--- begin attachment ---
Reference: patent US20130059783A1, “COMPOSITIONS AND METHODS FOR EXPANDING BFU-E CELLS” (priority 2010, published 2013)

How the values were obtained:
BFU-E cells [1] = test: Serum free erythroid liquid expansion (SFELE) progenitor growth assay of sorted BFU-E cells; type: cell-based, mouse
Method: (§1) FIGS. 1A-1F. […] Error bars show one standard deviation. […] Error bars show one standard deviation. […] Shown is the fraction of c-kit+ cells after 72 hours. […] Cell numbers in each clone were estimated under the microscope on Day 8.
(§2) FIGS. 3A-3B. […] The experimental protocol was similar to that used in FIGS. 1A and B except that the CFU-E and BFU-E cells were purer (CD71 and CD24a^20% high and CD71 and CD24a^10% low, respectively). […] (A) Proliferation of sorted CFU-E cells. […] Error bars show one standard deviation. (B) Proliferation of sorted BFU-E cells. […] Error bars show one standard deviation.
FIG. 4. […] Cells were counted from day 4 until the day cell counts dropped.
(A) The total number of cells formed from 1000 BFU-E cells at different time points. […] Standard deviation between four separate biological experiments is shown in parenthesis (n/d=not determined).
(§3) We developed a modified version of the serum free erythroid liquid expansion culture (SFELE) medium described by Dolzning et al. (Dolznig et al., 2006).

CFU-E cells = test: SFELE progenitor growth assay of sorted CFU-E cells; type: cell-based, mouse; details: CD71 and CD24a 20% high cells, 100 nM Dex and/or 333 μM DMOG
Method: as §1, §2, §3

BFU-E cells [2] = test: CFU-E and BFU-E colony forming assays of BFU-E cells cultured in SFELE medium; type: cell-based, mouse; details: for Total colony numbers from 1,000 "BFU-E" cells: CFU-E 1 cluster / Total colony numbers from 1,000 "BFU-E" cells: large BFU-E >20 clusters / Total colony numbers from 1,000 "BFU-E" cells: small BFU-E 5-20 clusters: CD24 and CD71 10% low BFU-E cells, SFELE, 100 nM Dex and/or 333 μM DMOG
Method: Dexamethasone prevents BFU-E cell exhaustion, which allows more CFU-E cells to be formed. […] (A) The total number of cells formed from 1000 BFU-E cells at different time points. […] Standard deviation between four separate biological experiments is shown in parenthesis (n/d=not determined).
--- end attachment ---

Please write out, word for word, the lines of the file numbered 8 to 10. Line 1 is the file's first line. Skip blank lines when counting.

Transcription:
(§3) We developed a modified version of the serum free erythroid liquid expansion culture (SFELE) medium described by Dolzning et al. (Dolznig et al., 2006).

CFU-E cells = test: SFELE progenitor growth assay of sorted CFU-E cells; type: cell-based, mouse; details: CD71 and CD24a 20% high cells, 100 nM Dex and/or 333 μM DMOG
Method: as §1, §2, §3